To do this, switch your camera into manual mode – it’s most likely M on the mode wheel. Then, adjust your ISO to auto. You can do this by going through your camera’s menu where you would usually alter the ISO speed and selecting it from there. Some camera’s will let you hold down an ISO button and spin one of the wheels to get there faster.
What’s the downside? With the ISO in automatic mode, it can end up getting too high, and introducing too much noise. You can limit the ISO in how high it can be set, but you will run up against problems with underexposed photos eventually. But perhaps it’s just time to stop shooting then anyway!
Further Reading: “How to Photograph Wildlife in Low Light“
Lots of wildlife photographer choose this setup because of the ability to remove motion blur as well as maintaining a soft bokeh. It’s something I’ve toyed with before, and I can definitely see the merits of it. It’s really just force of habit that I prefer aperture priority over this. But my only reservation is that lack of control over the ISO, so if that bugs you too then opt for aperture priority.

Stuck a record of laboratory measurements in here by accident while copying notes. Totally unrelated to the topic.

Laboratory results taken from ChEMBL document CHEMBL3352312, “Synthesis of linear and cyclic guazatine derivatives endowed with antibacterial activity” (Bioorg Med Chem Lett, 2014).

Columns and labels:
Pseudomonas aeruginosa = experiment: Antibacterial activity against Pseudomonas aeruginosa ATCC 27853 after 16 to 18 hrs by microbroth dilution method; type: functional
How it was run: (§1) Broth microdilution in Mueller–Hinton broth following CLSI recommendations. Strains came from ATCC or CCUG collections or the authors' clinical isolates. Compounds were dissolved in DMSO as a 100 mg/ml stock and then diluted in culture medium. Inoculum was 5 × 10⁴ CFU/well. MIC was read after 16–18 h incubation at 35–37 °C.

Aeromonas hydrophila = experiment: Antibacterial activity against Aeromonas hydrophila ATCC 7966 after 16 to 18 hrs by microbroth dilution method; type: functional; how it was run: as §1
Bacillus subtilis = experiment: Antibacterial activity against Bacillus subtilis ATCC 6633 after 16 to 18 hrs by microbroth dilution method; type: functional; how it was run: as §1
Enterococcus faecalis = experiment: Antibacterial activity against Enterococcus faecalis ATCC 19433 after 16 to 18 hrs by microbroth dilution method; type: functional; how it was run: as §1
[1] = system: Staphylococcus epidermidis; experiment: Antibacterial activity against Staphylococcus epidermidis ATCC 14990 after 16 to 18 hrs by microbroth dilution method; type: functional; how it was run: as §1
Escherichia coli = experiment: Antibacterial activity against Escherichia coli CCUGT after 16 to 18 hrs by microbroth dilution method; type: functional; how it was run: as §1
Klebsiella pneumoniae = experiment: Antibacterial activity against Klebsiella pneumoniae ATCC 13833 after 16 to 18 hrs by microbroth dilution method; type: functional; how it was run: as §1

You’re more likely to find yourself in this mode as a landscape photographer. It allows you full control over everything: aperture, shutter speed, and ISO. You won’t be able to use exposure compensation in this mode, as nothing is available for the camera to control.
By all means learn how to use manual, but (at least as a wildlife photographer) there are few situations when this is truly necessary. It’s a lot of adjustments for changing light that are usually unnecessary. You may miss shots or do it at the cost of your composition. Something to think about!
Hopefully that has given you some idea as to the merits of each mode. If I were you, I’d stick to either aperture priority or full manual with auto ISO. If you’re trying to do something very specific, then full manual mode on its own may come in handy. Definitely learn how to use full manual, as it’ll help your photographic understanding, but semi-automatic modes are your friend. It’s most certainly not ‘cheating’, that’s for sure!